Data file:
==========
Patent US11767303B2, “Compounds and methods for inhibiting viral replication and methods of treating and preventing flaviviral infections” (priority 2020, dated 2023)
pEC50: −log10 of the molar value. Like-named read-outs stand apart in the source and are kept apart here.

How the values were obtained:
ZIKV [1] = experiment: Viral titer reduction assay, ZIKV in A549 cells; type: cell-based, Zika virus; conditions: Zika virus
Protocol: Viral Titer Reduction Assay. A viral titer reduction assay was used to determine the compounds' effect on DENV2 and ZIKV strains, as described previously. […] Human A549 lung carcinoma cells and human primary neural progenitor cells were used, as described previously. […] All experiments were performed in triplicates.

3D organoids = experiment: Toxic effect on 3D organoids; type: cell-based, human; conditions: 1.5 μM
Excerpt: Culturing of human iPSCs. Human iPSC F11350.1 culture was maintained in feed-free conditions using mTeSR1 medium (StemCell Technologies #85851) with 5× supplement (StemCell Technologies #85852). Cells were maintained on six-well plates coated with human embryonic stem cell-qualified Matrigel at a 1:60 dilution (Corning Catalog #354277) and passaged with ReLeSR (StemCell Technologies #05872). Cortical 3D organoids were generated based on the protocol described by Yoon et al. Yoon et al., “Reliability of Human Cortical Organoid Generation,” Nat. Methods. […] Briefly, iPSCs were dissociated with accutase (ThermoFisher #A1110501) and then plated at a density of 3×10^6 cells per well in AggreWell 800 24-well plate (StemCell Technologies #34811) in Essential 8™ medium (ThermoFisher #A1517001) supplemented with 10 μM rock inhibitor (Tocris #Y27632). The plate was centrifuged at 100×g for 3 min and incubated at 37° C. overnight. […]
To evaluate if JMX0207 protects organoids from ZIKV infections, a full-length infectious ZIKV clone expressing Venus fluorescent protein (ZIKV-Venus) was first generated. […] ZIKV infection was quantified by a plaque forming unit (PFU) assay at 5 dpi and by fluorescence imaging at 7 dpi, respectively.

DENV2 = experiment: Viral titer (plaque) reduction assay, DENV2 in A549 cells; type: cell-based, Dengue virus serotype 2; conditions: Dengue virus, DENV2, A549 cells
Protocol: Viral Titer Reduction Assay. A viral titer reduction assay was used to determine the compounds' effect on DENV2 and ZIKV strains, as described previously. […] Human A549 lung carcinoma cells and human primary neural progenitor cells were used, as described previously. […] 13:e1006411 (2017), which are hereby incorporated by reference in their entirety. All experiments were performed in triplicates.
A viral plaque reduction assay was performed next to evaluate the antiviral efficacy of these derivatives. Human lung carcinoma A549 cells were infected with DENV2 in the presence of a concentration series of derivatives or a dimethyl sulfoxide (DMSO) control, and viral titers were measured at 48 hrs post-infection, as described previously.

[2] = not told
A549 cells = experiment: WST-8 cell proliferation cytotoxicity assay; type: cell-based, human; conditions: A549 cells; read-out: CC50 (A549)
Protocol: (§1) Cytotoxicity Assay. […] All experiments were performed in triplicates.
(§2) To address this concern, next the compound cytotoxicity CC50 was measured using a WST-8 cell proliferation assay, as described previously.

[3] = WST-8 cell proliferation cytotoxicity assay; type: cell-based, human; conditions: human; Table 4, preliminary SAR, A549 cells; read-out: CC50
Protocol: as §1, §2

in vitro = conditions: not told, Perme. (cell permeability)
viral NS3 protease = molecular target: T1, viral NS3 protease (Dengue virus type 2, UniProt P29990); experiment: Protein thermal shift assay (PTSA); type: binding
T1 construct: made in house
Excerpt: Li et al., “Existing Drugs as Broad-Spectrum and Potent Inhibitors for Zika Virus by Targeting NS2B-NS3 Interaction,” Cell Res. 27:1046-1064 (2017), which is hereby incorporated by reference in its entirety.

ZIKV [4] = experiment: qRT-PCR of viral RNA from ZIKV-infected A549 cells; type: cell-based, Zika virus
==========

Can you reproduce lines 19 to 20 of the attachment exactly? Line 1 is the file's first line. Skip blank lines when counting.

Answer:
viral NS3 protease = molecular target: T1, viral NS3 protease (Dengue virus type 2, UniProt P29990); experiment: Protein thermal shift assay (PTSA); type: binding
T1 construct: made in house